Finds Most B-vitamin Supplements Contain What They Claim, But Often Exceed Safe Levels - Consumers Cautioned to Be Aware of Side Effects with High Dose Products

WHITE PLAINS, N.Y., -- announced today that all but one of the twenty-one products analyzed in its B Vitamin Product Review contained the claimed amounts of B vitamins. However, nine of the products exceeded Tolerable Upper Intake Levels (ULs) set by the Institute of Medicine of the National Academies. The risk of adverse effects increases when consumption of vitamins exceeds the UL on a regular basis. The most common ingredient found at high doses was niacin (B3), for which potential side-effects range from skin flushing to liver toxicity.

Use of B vitamins has increased dramatically in recent years as a result of research indicating the roles of vitamins B6, B12, and folic acid in reducing the risk of heart disease, and of niacin (B3) in lowering cholesterol. Consequently, sales have grown rapidly among B complex products; unit sales were up 57% in 1999 compared to the prior year according to The Hartman Group (Seattle, WA). However, neither the U.S. government nor any other agency is responsible for routinely testing B vitamin products or other dietary supplements for their contents or quality and the FDA does not require labels to warn of potential side effects.

Tod Cooperman, M.D., President of cautioned, "While there is scientific evidence behind the excitement over B vitamins, consumers should be aware that more than forty percent of the products that we evaluated exceeded levels at which they are known to be safely tolerated -- some having more than 10 times the upper limit. There may be good medical reasons for exceeding these levels, but there may also be significant side effects. People interested in using high doses of B vitamins should consult with a healthcare professional." He added, "Consumers should also be aware that, because of deficient products, they may not get the full benefits."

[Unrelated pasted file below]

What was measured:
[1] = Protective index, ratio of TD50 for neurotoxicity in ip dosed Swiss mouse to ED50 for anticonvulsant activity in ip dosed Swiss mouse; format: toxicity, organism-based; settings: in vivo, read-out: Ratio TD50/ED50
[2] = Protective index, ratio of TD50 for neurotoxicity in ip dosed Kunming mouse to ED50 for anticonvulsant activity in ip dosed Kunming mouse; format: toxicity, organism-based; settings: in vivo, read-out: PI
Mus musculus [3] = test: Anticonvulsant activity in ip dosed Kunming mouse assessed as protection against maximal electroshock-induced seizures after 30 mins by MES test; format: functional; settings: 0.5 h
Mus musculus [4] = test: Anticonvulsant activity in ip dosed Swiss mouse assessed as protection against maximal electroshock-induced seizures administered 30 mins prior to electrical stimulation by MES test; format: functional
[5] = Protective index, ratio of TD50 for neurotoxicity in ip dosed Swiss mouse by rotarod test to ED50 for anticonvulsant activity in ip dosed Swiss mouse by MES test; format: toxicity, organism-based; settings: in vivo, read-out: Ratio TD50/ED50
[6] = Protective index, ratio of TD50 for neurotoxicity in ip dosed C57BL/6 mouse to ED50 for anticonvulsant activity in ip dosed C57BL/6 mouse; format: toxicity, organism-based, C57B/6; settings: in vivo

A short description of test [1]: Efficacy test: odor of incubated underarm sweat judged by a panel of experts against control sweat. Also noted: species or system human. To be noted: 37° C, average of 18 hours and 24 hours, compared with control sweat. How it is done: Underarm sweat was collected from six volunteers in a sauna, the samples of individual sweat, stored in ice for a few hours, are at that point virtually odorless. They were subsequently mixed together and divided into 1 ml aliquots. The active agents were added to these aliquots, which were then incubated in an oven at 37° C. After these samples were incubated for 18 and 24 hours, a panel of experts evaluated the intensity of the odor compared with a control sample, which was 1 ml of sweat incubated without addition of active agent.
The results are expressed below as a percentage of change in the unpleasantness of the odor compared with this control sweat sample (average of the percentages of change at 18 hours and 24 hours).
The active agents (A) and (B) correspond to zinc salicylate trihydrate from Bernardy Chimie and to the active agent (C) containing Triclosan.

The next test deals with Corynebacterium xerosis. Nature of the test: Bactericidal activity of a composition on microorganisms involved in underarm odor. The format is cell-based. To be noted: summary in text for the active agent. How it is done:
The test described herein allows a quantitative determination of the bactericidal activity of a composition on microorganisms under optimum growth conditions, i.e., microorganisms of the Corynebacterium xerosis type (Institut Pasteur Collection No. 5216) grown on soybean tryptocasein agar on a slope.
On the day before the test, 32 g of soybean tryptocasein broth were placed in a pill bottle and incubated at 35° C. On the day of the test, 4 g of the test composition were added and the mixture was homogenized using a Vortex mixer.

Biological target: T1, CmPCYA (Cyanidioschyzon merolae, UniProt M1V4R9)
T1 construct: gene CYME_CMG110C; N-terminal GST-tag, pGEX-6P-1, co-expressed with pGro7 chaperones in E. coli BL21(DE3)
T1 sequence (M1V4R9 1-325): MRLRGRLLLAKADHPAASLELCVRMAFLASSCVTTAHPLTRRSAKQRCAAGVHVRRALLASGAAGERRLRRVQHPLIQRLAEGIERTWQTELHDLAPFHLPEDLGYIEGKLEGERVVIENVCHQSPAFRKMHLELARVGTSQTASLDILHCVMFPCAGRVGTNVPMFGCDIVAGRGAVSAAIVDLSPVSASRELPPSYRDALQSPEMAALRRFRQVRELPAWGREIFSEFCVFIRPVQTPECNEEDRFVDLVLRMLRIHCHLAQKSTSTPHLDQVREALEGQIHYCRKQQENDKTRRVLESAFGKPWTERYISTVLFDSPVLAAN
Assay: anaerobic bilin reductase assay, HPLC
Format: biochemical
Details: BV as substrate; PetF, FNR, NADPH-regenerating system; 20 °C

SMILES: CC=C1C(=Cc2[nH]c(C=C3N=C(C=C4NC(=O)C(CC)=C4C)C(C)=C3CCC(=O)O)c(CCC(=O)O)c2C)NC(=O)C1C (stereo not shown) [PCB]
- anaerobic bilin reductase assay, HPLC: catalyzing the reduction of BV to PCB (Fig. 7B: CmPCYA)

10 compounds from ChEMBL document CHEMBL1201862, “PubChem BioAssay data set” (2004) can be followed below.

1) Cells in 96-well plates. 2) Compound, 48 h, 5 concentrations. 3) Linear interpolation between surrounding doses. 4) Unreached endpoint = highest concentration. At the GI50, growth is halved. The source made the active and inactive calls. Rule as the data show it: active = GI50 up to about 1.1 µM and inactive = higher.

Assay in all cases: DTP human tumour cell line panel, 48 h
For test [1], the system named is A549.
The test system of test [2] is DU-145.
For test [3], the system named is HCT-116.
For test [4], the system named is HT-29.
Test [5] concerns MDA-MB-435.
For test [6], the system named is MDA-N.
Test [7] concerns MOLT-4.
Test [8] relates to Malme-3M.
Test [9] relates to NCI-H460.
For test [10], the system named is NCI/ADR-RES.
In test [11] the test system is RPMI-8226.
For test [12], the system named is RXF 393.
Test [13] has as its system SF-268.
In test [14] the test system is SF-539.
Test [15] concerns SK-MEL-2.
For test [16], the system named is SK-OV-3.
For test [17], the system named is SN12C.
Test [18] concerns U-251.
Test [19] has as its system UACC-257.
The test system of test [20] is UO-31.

The complete list of products that passed the review, as well as ConsumerTips(TM) on buying and using B vitamins are now available to's online subscribers at General findings and examples of approved products are also available free from the Web site. Similar information is available online from's Product Reviews for Asian and American ginseng, calcium, chondroitin, CoQ10, creatine, echinacea, ginkgo biloba, glucosamine, iron, MSM, multivitamins/multiminerals, nutrition bars, omega-3 fatty acids (EPA and DHA) from fish/marine oil, phytoestrogens (soy and red clover isoflavones), SAM-e, saw palmetto, St. John's wort, valerian and vitamins C and E. Other Product Reviews scheduled for release in coming months include nutrition powders and beverages and weight loss/slimming supplements.'s Guide to Buying the Best Vitamins, Herbs and Supplements is scheduled for publication next year. To further assist consumers, licenses its flask- shaped CL Seal of Approved Quality (see The CL Seal) to manufacturers for use on products that have passed its evaluations. is a leading provider of consumer information and independent evaluations of products that affect health and nutrition. The company is privately held and based in White Plains, New York. It has no ownership from or interest in companies that manufacture, distribute, or sell consumer products. Subscription to's Product Reviews is available online. Parties interested in purchasing comprehensive Product Review Technical Reports, licensing content, or requesting testing of additional products may contact Lisa Sabin, Vice President for Business Development, at [email protected]


Tod Cooperman, M.D.
President of
[email protected]

Web site:

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